This Plugin Helps You Quit Smoking By Showing You How Much Money You've Saved

Smokers with Macs: help is on the way.

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May 15 2018, 1:30pm

Image: Shutterstock

If you’re a Mac user and cigarette smoker, you can ditch one of these expensive habits with the help of a new plugin. The Quit Smoking OSX App, a $5 plugin available for Macs, is a lightweight tool for quitters looking for motivation on their journey to freedom from tobacco.

This plugin is the latest creation from Diego Mariani, the London-based developer behind such products as “The Meltdown Mug,” the coffee mug which commemorates the Meltdown bug (and gives a portion of proceeds to Save the Children), and “Who is Mining,” a site which allows you to check if a website is secretly mining cryptocurrency with your precious CPU power. The idea behind the Quit Smoking plugin is to remind quitters how much time has passed since they’ve quit, and how much money they’ve saved from not buying cigarettes.

Screengrab: Quit Smoking OSX App Demo

There are only four inputs required to activate the Quit Smoking plugin: the date you quit smoking, the number of cigarettes you smoke a day, the cost of a pack, and the number of cigarettes per pack. The plugin will display and continually update how much money you’ve saved, the number of “non-smoked” cigarettes, and the amount of time you’ve been smoke-free.

Screengrab: Quit Smoking OSX App Demo

The Quit Smoking plugin is far from a complete smoking cessation program, and more like a “number of days since last incident” sign. It does not appear to account for relapses without resetting the count completely. When you’re trying to quit, it’s important to see small relapses as minor setbacks instead of catastrophes on your journey to cig-free life. Incorporating this change would be a small software update, but very significant for the user’s psyche. We can only hope this is addressed in a future update.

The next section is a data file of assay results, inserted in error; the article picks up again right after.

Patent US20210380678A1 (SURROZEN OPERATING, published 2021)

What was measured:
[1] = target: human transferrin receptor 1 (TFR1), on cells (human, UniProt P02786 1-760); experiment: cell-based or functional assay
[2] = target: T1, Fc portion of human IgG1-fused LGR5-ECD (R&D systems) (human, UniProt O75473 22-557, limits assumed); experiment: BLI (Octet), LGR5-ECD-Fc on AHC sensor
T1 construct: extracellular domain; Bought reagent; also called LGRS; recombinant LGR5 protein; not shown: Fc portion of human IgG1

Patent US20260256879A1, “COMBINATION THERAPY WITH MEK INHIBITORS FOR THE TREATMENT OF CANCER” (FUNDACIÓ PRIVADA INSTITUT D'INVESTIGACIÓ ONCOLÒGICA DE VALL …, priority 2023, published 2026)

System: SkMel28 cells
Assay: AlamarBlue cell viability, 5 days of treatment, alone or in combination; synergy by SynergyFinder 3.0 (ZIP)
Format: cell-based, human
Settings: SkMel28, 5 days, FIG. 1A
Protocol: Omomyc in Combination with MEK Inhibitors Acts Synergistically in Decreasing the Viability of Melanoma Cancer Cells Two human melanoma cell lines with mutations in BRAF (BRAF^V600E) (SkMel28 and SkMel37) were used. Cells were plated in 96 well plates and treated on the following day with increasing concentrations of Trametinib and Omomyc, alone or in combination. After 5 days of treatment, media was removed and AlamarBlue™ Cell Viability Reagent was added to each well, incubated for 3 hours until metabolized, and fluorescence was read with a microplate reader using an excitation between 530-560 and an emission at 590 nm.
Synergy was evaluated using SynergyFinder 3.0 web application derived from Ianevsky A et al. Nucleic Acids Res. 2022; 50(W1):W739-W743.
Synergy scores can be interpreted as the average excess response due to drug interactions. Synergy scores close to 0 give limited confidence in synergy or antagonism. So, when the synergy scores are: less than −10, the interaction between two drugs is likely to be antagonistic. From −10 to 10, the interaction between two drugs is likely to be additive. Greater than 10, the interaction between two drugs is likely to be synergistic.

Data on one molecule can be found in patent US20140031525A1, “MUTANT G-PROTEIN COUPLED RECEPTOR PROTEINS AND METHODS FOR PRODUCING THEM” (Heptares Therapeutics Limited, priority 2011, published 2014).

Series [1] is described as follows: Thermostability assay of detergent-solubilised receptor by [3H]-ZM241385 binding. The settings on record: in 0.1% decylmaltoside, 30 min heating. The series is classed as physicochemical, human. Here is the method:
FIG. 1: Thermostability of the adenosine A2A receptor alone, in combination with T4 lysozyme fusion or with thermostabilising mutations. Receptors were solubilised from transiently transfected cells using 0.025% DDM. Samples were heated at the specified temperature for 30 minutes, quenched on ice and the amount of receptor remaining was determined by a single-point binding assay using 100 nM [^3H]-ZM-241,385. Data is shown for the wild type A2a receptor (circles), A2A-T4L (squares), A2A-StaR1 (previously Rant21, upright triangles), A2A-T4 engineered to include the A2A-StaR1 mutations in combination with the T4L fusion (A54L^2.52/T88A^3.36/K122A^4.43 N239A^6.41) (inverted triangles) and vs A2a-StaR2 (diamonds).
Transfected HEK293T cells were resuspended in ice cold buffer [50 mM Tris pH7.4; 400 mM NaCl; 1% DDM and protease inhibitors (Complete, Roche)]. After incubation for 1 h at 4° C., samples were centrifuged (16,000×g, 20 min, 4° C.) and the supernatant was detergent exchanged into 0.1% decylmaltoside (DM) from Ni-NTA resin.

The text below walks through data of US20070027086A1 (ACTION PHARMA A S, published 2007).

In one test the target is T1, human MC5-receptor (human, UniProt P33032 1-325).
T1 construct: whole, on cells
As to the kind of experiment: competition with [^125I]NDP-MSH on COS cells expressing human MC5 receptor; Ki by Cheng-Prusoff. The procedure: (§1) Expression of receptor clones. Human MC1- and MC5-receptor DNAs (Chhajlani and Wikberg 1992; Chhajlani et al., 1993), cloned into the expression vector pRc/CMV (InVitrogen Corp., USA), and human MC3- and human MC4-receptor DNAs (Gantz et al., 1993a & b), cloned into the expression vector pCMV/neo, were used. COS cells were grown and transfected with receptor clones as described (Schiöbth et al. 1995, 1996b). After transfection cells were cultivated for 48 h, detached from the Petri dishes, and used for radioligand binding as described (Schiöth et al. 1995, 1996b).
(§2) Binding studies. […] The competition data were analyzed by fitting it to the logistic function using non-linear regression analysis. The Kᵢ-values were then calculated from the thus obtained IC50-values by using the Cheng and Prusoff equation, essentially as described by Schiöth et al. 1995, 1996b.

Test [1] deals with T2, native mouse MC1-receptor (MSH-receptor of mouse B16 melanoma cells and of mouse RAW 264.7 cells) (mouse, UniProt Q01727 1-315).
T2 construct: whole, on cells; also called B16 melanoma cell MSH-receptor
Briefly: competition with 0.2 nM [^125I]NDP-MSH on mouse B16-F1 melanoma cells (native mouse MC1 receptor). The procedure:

By placing the plugin in the Mac menu bar, hopeful quitters will see their non-smoking status whenever they check the time, their laptop’s battery status, or try to pair a Bluetooth device. The Mayo Clinic says urges to smoke probably last five to 10 minutes, so having the plugin next to a clock is an effective placement for an anti-smoking message.

Paying $5 for an app with simple counting functionality might seem laughable, and there are many free apps on both Apple and Google’s app stores to support smokers looking to quit. Coughing up cash may strengthen the commitment to quitting, since users have a financial cost to rationalize. The reasoning behind the plugin’s cost is probably more simple, however. “I need monies m8,” said an account apparently belonging to Diego, the app’s creator, when asked on Product Hunt about the price tag.

Every year, over 480,000 people die from tobacco use and secondhand smoke according to the American Lung Association, so any attempt to curb smoking is commendable. If it works, the plugin pays for itself in days, and if it doesn’t work, at least you have $5 less to buy cigarettes with.

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